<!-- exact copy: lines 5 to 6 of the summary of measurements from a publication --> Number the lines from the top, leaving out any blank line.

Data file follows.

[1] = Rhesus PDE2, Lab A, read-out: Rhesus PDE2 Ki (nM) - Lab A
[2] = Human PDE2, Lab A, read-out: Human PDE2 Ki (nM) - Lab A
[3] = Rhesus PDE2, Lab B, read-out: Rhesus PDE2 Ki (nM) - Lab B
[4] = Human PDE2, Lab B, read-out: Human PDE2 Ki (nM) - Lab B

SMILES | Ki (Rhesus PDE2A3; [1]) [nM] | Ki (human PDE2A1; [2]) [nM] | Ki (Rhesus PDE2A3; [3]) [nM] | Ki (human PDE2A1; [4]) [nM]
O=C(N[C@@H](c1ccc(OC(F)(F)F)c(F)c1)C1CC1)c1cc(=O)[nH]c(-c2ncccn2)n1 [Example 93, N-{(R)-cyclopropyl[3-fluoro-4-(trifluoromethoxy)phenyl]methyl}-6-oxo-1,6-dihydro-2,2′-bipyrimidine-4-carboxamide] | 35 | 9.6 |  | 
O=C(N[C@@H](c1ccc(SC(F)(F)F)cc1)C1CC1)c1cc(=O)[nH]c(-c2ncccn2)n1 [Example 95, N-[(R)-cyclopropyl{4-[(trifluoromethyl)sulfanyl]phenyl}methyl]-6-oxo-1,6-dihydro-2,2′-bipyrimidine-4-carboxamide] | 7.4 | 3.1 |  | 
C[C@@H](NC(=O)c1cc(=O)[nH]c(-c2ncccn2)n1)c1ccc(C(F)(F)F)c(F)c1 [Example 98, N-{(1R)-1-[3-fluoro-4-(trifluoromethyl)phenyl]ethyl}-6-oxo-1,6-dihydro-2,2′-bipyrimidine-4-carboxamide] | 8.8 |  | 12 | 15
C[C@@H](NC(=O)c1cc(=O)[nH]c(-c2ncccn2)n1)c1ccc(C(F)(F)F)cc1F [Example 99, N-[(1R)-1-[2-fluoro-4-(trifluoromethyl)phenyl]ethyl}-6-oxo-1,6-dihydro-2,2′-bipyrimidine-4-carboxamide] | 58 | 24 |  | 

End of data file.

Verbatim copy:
SMILES | Ki (Rhesus PDE2A3; [1]) [nM] | Ki (human PDE2A1; [2]) [nM] | Ki (Rhesus PDE2A3; [3]) [nM] | Ki (human PDE2A1; [4]) [nM]
O=C(N[C@@H](c1ccc(OC(F)(F)F)c(F)c1)C1CC1)c1cc(=O)[nH]c(-c2ncccn2)n1 [Example 93, N-{(R)-cyclopropyl[3-fluoro-4-(trifluoromethoxy)phenyl]methyl}-6-oxo-1,6-dihydro-2,2′-bipyrimidine-4-carboxamide] | 35 | 9.6 |  | 